Allelic RR [95% CI]
Genotype RR [95% CI]
Allelic OR [95%CI]
Genotype OR [95%CI]
C/C 1.00 [ref] A/C 0.80 [0.67–0.96] A/A 0.99 [0.76–1.30]
G/G 1.00 [ref] G/C 0.78 [0.67–0.92] C/C 0.59 [0.41–0.85]
G/G 1.00 [ref] G/C 1.04 [0.95–1.14] C/C 0.99 [0.81–1.22]
G/G 1.00 [ref] G/A 0.99 [0.81–1.21] A/A 0.42 [0.22–0.83]
T/T 1.00 [ref] T/C 1.02 [0.87–1.20] C/C 0.92 [0.63–1.34]
G/G 1.00 [ref] C/G 0.90 [0.75–1.07] C/C 0.83 [0.49–1.43]
T/T 1.00 [ref] T/C 0.88 [0.73–1.05] C/C 0.81 [0.47–1.39]
Finally, we genotyped the NFKB1 dinucleotide repeat (CA) microsatellite polymorphism, which has been associated with T1D , albeit inconsistently  (Table 1). In our set 1 families, we failed to find any evidence for an association with T1D (P = 0.68).
Co-localization and overlapping of genetic loci in autoimmune diseases suggests that in some cases, common biological pathways may be involved in the aetiology of T1D and other clinically distinct immune-mediated diseases. In this study we examined 16 genes implicated in autoimmune and other immune-mediated diseases and report that none of the variants tested, consistently showed P values of less than 0.05 in association tests with T1D. Our data indicate that, although common immune-mediated disease loci are present in the genome, there are disease genes that are distinct to certain diseases. Indeed, the known T1D susceptibility loci follow this observation: while both CTLA4 and PTPN22 loci are associated with several autoimmune diseases [3, 38], the insulin VNTR locus is likely to be T1D-specific rather than a general autoimmune locus .
The possibility remains that some of the investigated genes and variants are associated with T1D, albeit with weak genetic effects, such as with ORs of less than 1.3, for which the sample size employed in our study does not provide sufficient statistical power. Even a case-control sample of 8,000 cases and 8,000 controls would only have 48% statistical power at a type 1 error rate α of 0.001 for a disease variant with a MAF of 0.10 and OR of 1.15. As genotyping costs decrease, it will be necessary to test the variants in larger sample sets than reported here, because the identification of genetic effects with ORs in the 1.15–1.25 range can be instrumental in the understanding of the disease process of T1D . For example, we note that an observed genetic effect of OR 1.15, such as that exerted by the T1D susceptibility locus CTLA4, does not reflect the importance of the biological effect contributed by the locus through the protein(s) it encodes and the pathways it regulates .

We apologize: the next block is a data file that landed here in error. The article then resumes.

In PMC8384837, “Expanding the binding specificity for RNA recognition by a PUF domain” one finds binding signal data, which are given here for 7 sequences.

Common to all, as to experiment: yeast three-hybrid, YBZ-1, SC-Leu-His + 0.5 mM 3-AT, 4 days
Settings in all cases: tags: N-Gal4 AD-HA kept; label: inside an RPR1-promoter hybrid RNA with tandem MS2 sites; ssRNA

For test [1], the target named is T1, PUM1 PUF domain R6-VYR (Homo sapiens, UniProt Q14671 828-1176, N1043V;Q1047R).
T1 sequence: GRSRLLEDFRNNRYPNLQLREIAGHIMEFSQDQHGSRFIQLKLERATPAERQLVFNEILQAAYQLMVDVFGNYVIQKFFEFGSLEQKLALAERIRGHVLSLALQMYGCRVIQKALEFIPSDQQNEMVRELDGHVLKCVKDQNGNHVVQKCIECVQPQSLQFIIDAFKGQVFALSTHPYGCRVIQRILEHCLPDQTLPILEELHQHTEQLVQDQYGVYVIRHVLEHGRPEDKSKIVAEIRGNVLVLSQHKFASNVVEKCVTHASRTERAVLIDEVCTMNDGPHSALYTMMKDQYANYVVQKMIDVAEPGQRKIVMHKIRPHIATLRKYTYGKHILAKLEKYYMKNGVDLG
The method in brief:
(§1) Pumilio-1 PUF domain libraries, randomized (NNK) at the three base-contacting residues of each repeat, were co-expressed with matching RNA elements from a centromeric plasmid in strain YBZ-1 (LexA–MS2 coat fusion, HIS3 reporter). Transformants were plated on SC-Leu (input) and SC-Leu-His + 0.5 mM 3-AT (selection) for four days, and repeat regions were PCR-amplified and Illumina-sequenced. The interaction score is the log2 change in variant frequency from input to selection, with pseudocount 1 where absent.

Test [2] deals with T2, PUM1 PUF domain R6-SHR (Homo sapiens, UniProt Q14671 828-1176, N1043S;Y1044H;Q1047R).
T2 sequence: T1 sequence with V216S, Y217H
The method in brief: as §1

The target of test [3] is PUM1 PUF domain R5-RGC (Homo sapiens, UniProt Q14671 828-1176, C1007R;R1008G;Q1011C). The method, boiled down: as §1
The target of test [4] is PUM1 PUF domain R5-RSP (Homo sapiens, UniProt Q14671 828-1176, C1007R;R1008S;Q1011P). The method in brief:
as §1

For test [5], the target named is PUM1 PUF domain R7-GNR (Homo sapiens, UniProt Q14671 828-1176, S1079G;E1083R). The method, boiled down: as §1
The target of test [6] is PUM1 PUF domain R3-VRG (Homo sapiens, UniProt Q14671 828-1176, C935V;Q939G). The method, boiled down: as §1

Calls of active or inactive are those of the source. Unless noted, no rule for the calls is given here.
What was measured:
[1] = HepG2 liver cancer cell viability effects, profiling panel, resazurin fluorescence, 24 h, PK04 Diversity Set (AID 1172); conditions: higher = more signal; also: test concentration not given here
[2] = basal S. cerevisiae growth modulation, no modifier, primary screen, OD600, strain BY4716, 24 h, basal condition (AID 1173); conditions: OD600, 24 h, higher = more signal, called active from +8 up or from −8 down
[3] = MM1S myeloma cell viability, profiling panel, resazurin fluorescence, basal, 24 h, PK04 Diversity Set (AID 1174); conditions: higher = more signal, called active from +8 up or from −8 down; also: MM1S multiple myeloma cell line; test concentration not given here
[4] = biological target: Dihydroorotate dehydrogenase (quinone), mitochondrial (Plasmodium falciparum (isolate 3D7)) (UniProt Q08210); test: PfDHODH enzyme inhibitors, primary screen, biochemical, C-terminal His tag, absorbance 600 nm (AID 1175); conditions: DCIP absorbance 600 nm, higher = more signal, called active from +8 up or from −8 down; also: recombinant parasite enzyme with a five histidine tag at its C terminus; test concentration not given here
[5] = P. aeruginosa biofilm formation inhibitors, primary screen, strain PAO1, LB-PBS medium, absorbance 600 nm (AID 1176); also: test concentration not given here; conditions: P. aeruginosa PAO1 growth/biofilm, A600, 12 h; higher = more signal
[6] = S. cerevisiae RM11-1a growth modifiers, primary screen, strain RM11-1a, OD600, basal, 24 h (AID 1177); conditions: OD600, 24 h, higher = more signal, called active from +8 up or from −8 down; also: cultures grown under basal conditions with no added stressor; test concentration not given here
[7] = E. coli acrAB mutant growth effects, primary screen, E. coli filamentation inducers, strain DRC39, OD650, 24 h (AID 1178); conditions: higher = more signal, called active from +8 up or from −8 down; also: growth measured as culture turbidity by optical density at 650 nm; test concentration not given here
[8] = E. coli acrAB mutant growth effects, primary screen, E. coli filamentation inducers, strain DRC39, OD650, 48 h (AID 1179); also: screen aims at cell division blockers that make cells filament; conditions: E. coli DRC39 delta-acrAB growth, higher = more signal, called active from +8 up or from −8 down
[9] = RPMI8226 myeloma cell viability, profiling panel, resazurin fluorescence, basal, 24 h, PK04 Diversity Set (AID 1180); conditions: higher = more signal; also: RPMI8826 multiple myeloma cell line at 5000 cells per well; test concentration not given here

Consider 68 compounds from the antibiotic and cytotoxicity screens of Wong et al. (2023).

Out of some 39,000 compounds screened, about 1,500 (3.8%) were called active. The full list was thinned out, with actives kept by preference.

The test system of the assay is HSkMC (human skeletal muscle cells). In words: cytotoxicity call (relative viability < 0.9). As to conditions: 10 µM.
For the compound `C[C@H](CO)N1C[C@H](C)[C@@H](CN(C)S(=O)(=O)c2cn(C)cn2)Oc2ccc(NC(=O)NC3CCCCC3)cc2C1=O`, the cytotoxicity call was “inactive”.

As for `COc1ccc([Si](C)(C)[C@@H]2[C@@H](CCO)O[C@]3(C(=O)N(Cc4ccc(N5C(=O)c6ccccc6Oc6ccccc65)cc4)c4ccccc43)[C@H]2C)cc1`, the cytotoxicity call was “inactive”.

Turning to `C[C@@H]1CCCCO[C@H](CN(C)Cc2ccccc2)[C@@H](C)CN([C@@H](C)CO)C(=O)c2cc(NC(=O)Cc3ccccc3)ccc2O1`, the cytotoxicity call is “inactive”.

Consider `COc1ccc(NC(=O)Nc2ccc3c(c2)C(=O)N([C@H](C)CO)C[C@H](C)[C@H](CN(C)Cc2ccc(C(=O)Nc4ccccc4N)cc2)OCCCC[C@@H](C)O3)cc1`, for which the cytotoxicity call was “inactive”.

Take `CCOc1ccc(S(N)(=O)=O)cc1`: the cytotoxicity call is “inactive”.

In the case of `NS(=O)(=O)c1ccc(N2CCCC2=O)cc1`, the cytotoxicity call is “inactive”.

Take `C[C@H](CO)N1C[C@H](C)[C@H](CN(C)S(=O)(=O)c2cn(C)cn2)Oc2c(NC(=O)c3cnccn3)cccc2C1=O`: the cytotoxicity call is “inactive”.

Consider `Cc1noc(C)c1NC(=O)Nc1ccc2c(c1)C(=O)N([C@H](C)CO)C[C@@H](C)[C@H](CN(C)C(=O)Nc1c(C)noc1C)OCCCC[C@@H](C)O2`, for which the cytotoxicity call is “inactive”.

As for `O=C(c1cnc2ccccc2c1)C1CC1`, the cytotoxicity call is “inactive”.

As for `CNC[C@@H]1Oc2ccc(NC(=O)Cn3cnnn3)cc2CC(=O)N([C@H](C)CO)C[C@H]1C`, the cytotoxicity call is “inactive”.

Lack of association with variants tested here may also be partly due to false positive results obtained in the reported primary disease association studies. As shown in Table 1, these generally employed small sample sets, which is a common explanation in the reporting of P values that cannot be replicated in independent studies using larger sample sizes [39–42]. Nevertheless, for ORs >1.5 our present study had good statistical power even for alleles at 0.01 frequency.
type: 1 diabetes
single nucleotide polymorphisms
minor allele frequency
systemic lupus erythemastosus
We thank the Juvenile Diabetes Research Foundation, the Wellcome Trust, Diabetes UK and the Medical Research Council, for financial support. We acknowledge use of DNA from the British 1958 Birth Cohort collection, funded by the Medical Research Council grant G0000934 and the Wellcome Trust grant 068545/Z/02. We gratefully acknowledge the participation of all patients, controls and family members.
Thanks to Helen Stevens, Gillian Coleman, Sarah Field, Trupti Mistry, Sally Clayton, Matthew Hardy, Pamela Lauder, Meeta Maisuria, William Meadows and Sarah Wood for preparing DNA samples. We acknowledge use of DNA collections from Cristian Guja (Romania), Kjersti Ronningen and Dag Undlien (Norway), David Savage, Chris Patterson and Peter Maxwell (Northern Ireland), David Dunger and Barry Widmer (JDRF/WT Diabetes and Inflammation Laboratory UK GRID Cases) and David Strachan (1958 British Birth Cohort controls). Adrian Vella is a Mayo Foundation scholar, and Kieran Holland received financial support from the Royal College of Pathologists of Australasia.